Let’s be clear: When We Rise, the four-part miniseries premiering tonight on ABC, should be required viewing. Tracing the LGBT movement from post-Stonewall through marriage equality, the sprawling series manages to depict decades of struggles throughout its eight-hour runtime.
Mostly written by Dustin Lance Black (Milk), When We Rise is an ambitious piece of television. Addressing Harvey Milk, the AIDS crisis, marriage equality and more is a tall order, even across the duration of four feature-length films. Considering the breadth of material, When We Rise manages to pack in a slew of milestones that build toward a more comprehensive (if not completely successful) portrait of the LGBT rights movement.
When We Rise wisely grounds all the historical context in three core characters. The first is activist Cleve Jones, portrayed in the early installments by Austin P. McKenzie. Arriving from Arizona to escape his conservative father (David Hyde Pierce), Jones’ story is the crux of the narrative. (The series is informed by Jones’ memoir of the same name.)
Unlike Hollywood’s last stab at queer history, When We Rise seems a bit more conscious of intersectionality, splitting its time between the interweaving stories of Cleve Jones, Ken Jones (a Vietnam vet turned activist who fights back against homophobia, racism, HIV-stigma and addiction) and women’s rights leader Roma Guy (brought to the screen in a memorable TV debut from Fun Home’s Emily Skeggs).
Trans activist Cecilia Chung is also a prominent figure, played here by Ivory Aquino. It certainly doesn’t mean every experience is reflected, but the series doesn’t shy away from the kinds of tough questions and challenges facing any diverse movement, whether that be acknowledging the pervasive racism in the gay community, the homophobia in the women’s rights movement or lesbian separatists wary of gay men’s involvement.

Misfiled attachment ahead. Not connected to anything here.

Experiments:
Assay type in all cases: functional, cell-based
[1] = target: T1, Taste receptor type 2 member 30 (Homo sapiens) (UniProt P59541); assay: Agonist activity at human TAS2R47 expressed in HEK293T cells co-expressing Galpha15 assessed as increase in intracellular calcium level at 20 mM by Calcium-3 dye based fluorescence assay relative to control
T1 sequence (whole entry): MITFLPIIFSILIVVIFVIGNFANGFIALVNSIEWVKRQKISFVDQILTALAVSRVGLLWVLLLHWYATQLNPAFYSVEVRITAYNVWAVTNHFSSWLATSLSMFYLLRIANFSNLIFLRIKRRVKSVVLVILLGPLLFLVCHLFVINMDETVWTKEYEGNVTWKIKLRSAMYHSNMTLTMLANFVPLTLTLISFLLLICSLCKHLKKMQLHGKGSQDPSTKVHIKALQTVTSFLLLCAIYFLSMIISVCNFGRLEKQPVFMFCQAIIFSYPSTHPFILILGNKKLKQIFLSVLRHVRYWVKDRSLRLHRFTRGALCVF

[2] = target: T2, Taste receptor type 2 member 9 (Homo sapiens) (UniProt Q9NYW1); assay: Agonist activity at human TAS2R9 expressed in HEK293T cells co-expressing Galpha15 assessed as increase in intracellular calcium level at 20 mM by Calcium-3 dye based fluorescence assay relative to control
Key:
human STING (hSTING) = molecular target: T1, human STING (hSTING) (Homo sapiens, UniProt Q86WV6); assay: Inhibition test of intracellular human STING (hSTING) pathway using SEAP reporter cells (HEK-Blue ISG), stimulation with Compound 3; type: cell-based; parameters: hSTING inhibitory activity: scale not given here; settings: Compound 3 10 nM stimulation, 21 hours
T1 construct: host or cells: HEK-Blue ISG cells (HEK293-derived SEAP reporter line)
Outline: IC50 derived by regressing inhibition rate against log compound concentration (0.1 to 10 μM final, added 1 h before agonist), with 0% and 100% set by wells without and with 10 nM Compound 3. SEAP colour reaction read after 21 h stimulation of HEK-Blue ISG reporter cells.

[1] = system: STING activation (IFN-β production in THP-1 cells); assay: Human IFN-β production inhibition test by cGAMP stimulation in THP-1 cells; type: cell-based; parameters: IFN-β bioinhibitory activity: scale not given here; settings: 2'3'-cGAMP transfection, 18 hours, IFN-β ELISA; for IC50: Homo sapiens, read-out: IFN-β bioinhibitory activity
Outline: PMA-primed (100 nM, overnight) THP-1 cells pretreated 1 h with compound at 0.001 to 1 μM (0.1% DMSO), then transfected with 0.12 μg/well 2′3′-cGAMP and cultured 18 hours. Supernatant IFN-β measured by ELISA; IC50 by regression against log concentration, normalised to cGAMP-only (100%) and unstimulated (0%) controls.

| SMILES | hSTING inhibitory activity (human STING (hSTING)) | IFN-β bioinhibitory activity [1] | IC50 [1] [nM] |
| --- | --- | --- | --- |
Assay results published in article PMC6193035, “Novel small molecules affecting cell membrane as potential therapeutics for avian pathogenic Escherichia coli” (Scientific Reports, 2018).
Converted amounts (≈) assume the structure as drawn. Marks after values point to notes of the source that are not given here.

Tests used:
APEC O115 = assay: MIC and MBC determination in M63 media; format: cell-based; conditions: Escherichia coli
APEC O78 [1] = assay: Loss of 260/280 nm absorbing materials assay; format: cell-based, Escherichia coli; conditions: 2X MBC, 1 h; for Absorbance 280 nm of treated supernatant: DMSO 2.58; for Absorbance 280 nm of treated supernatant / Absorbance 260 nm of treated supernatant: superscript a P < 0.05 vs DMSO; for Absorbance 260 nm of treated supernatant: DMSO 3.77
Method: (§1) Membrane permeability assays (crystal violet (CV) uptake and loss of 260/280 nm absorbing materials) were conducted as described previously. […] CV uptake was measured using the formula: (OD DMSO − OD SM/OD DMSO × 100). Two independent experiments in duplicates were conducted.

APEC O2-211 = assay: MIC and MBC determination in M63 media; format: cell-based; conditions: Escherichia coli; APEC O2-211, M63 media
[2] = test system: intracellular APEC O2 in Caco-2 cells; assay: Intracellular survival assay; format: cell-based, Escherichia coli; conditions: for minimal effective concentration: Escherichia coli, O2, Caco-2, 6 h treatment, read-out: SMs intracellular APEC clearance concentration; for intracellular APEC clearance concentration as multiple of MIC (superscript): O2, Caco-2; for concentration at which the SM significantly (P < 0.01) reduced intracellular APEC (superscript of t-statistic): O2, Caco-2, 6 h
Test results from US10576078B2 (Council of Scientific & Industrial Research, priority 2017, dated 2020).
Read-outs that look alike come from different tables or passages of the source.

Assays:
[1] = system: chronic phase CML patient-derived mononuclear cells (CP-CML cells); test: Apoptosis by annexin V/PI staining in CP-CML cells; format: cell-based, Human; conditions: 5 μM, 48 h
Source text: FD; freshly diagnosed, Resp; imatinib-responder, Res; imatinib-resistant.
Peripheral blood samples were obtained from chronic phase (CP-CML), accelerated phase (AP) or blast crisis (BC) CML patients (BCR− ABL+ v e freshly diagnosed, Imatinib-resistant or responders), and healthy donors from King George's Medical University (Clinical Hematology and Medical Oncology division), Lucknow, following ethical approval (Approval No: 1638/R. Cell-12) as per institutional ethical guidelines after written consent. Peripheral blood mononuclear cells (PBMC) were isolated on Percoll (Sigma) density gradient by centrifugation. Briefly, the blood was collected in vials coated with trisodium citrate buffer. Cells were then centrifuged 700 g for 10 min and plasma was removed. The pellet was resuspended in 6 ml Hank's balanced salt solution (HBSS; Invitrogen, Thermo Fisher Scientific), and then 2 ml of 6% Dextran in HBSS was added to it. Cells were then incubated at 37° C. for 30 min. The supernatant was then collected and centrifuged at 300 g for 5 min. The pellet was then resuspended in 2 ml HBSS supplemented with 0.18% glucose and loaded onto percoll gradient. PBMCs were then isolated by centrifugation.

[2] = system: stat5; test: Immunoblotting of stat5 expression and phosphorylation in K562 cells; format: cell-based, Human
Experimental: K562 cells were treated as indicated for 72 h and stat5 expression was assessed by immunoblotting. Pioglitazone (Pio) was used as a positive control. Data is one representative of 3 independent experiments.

The second half of the series ages the characters significantly, requiring older actors Guy Pearce (Cleve Jones), Michael K. Williams (Ken Jones) and Mary-Louise Parker (Roma Guy) to step in. It’s a jarring transition at first. Then again, When We Rise doesn’t exactly deal in subtlety. Often, the breakneck pace reduces some important touchstones — Matthew Shepard’s murder, Obergefell v. Hodges, for example — to footnotes. No wonder there’s little time to smooth out the characters’ individual journeys.
And yet, despite its blunt delivery, the film doesn’t fail to deliver some emotional wallops. At a time when LGBT people are still facing enormous adversity and mounting institutionalized discrimination from the radical right-wing, When We Rise’s message feels particularly urgent. As many of us are feeling a renewed sense of inspiration, learning from these bold early organizers puts the power of passion into perspective.
When We Rise begins tonight at 9 p.m. Eastern on ABC. It continues Wednesday, Thursday and Friday.